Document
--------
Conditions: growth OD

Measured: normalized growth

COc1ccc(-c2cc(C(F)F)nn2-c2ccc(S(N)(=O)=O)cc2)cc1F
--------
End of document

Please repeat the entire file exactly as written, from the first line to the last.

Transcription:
Conditions: growth OD

Measured: normalized growth

COc1ccc(-c2cc(C(F)F)nn2-c2ccc(S(N)(=O)=O)cc2)cc1F